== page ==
I cannot provide some solid comparison with these lenses since I haven't used them in a side by side comparison, just the notion that the 16-45 is better due to the images I got from it when I had it for some test run. although I have extensively tested the 18-55 with other lenses and my findings are the ff.

M50/2 at 50mm is way sharper than the kitlens at all apertures including f8. color tone is warm though. the kitlens is has neutral tone.

55-300 @55mm renders better colors and resolution at the borders and have a slight sharpness.

FA35/2 at 35mm have equal center sharpness with the kitlens, but kitlens have some degree of softness at the borders. (note: I haven't tested this lens extensively enough, so there might be a degree or percentage of error or inconsistency with the results. I would do another test with both lenses). also note that the 18-55 is pretty strong at 35mm, as far an independent and individual real world use is concerned.

K28/3.5 at 28mm, I'm highly doubtful that even a good copy variant of the kitlens would beat this one.

FA50/1.7 - this is sharper than the kitlens

A50/1.2 - sharper than the kitlens

K55/1.8 = this is not even a debate especially at 55mm.

DA12-24 at 18mm and 24mm = I would rule out distortion since the kit lens is at a clear disadvantage here. kitlens doesn't have the degree of sharpness, contrast, detail and solid color that the 12-24 have. kitlens border and corner resolution are pretty weak at these focal lengths.

as for my conclusion, I would say the the 18-55 is only great at 35mm, and that is if you only shoot most of the time at that focal length but nothing more. the slow aperture can also pose a problem, btw.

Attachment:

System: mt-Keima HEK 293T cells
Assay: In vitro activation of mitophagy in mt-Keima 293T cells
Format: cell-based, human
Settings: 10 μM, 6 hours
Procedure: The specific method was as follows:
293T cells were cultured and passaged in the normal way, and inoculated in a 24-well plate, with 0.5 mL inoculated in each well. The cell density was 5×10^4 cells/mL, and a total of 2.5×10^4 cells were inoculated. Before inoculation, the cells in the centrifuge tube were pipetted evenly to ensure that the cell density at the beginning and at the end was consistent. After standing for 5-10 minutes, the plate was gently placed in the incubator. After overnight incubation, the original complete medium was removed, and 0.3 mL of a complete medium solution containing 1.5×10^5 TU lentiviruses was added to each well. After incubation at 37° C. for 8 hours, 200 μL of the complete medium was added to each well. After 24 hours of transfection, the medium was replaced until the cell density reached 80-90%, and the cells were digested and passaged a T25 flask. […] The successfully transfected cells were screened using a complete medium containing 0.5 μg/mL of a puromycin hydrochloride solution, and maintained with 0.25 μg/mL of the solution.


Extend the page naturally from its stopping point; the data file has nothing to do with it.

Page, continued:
Last edited by Pentaxor; 04-23-2010 at 11:15 AM.
04-23-2010, 02:17 PM   #4
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Have you seen what DXO Optics does for the kit lens? I sent my Sigma 17-70mm back after using the trial version of DXO.

04-23-2010, 02:40 PM   #5
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I am not one for testing methodologies. I just set up something I would normally shoot and have at it with various lenses, under exactly the same conditions I would normally encounter. The difficult thing, even in this approach, is definitely getting the exposures identical. Even slightly different light or slight change in camera direction can hurt -- this sort of thing is best done in manual mode.

EDIT: This might read like I am against more formal tests but I am not. I just don't do them myself nor think they are always as useful as some would make out.

Last edited by rparmar; 04-23-2010 at 05:28 PM.
04-23-2010, 03:09 PM   #6
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18-55 vs 16-45

Looking for a fair 18-55/16-45 comparision I've came across THIS today.
Maybe the methodology is not perfect but results stopped me from rapid purchase of 16-45 for bargain price.
HTH,

-- M.
04-23-2010, 05:19 PM   #7
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QuoteOriginally posted by HeavyD Quote
Have you seen what DXO Optics does for the kit lens? I sent my Sigma 17-70mm back after using the trial version of DXO.
this is not about 18-55 image pp enhancement, but rather lens IQ rendering comparison between 2 lenses.
04-23-2010, 05:24 PM   #8